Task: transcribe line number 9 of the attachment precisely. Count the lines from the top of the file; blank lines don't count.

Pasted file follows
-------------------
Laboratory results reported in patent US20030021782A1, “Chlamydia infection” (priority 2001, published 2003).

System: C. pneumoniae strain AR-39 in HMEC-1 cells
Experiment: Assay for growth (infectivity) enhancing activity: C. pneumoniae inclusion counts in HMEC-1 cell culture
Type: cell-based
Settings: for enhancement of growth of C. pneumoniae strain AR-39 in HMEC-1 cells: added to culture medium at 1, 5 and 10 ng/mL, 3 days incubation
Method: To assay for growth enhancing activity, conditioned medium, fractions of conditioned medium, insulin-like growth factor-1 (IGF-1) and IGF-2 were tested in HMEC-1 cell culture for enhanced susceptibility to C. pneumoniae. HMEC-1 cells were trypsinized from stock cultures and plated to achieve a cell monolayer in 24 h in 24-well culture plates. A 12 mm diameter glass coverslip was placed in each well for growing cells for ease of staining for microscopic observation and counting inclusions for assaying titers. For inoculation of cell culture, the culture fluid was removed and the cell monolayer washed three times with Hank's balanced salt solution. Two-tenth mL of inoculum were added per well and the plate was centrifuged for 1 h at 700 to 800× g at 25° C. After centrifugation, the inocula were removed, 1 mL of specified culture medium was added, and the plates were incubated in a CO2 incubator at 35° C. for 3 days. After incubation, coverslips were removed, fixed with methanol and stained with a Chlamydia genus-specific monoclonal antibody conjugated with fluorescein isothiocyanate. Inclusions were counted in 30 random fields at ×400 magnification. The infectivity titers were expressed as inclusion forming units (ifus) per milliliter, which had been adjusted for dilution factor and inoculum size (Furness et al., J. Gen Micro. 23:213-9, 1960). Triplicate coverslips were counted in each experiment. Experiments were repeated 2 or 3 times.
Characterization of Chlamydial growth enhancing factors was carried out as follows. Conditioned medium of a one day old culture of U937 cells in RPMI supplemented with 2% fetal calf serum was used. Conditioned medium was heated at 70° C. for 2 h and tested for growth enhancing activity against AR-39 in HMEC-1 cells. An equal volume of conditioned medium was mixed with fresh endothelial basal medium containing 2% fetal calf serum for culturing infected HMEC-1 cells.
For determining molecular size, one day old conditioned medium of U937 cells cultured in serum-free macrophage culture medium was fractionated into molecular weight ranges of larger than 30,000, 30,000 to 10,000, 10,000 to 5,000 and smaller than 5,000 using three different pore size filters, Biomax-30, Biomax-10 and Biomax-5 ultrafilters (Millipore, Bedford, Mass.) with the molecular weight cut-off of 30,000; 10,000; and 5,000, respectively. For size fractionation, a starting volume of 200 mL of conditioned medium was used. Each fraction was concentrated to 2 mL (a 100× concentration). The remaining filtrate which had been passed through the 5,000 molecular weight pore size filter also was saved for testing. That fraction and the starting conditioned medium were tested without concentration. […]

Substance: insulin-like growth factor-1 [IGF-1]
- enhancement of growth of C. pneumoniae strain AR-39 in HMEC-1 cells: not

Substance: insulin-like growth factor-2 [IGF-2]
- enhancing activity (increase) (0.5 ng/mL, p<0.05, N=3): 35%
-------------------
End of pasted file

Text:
Substance: insulin-like growth factor-1 [IGF-1]